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Slate published an article recently, titled The Global Internet Is Being Attacked by Sharks, Google Confirms. Despite being catchy and all, most of the references seem to be other news outlets or actually contradict the claim.

Are there any sources supporting or contradicting that sharks are a threat to undersea cables?

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Would an article from the New York Times reporting shark attacks on underseas cables be sufficient evidence for you? –  georgechalhoub Aug 20 at 11:02
    
It depends on the quality of the article. The one quoted article is mere sensationlism –  Édouard Lopez Aug 20 at 12:01
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I would say the opposite: undersea cables are threat for sharks. –  isJustMe Aug 25 at 20:59

2 Answers 2

up vote 65 down vote accepted

Below are points of evidence supporting the fact that sharks are a threat to undersea cables.

EVIDENCE 1: The first report of sharks attacking cables came from the Canary Islands in 1985, when sharks' teeth were found embedded in an experimental cable. I found the report in an old news paper.

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According to a report by the United Nations Environment Programme and the International Cable Protection Committee Ltd.,

Fish, including sharks, have a long history of biting cables as identified from teeth embedded in cable sheathings. Barracuda, shallow- and deep-water sharks and others have been identified as causes of cable failure. Bites tend to penetrate the cable insulation, allowing the power conductor to ground with seawater. Attacks on telegraph cables took place mainly on the continental shelf and continued into the coaxial era until 1964. Thereafter, attacks occurred at greater depths, presumably in response to the burial of coaxial and fibre- optic cables on the shelf and slope. Coaxial and fibre-optic cables have attracted the attention of sharks and other fish. The best-documented case comes from the Canary Islands, where the first deep-ocean fibre-optic cable failed on four occasions as a result of shark attacks in water depths of 1,060–1,900 m [3,478 to 6,234 feet].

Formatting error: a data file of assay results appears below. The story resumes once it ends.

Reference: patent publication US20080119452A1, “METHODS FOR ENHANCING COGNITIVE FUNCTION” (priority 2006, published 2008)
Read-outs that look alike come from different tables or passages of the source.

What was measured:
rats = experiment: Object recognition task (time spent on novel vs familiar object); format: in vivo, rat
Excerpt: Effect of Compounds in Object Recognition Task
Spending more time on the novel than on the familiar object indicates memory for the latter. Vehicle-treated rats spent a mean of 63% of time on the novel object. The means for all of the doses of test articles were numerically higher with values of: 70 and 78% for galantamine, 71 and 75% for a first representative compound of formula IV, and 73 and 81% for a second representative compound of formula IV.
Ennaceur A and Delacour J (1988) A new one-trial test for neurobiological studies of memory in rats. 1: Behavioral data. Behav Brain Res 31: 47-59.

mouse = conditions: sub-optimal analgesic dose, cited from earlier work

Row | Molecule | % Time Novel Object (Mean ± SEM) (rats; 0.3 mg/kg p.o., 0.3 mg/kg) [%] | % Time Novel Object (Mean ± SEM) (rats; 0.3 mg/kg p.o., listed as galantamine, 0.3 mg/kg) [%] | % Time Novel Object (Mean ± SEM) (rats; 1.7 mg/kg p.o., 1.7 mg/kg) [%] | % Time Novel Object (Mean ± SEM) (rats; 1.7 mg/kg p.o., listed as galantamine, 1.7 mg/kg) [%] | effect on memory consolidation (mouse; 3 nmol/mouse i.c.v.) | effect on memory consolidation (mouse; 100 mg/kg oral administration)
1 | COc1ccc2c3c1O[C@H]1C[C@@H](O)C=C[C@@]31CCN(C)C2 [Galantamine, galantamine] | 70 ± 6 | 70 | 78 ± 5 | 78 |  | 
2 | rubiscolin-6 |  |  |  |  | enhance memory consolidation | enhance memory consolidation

See also:

Marra, L.J., 1989. Shark bite on the SL submarine light wave cable system: History, causes and resolution. IEEE Journal Oceanic Engineering 14: 230–237

EVIDENCE 2: A famous report by New York Times back in 1987 reported that the fibre optic cables linking the US, Europe and Japan were being nibbled persistently by sharks, causing phone and computer failures around the world.

The article also reported what was presented in Evidence 1, but adding as extra Dr. Nelson's claims:

In the report The finding that sharks are supersensitive to electrical signals, able to detect electric fields as faint as a few millionths of a volt per centimeter in water, is a recent significant discovery in marine science, Dr. Nelson said.

The sharks may detect a faint field near the cable and attack. "Not knowing any better, they try to eat it," Dr. Nelson said. "It's programmed in their genes. Whether the field comes from a cable or from a tin can, sharks are prone to behave as if they were encountering a food item, and try to eat it up."

EVIDENCE 3:

It seems that the funniest battle now is not Google vs. Amazon or Google vs. Microsoft, but Google vs. Sharks.

Based on the comments made by Dan Belcher, a product manager on Google's cloud team, during the opening keynote of the company's Cloud Roadshow in Boston last week; Google invests heavily in protecting its trans-continental infrastructure, including wrapping cables in Kevlar to thwart attacks by hungry sharks.

BONUS: A YouTube video showing a shark biting a submarine cable during a survey operation. It was spotted by a remotely operated underwater vehicle. .

enter image description here:

UPDATE: The cause isn't clear why Sharks bite cables.

Reasons for the attacks are uncertain, but sharks may be encouraged by electro magnetic fields from a suspended cable strumming in currents. However, when tested at sea and in the laboratory, no clear link between attacks, electromagnetic fields and strumming could be established. This lack of correlation may reflect differences between the behaviour of the deep-water sharks responsible for the bites and that of the shallow-water species used in the experiments. Whatever the cause, cables have been redesigned to improve their protection against fish biting.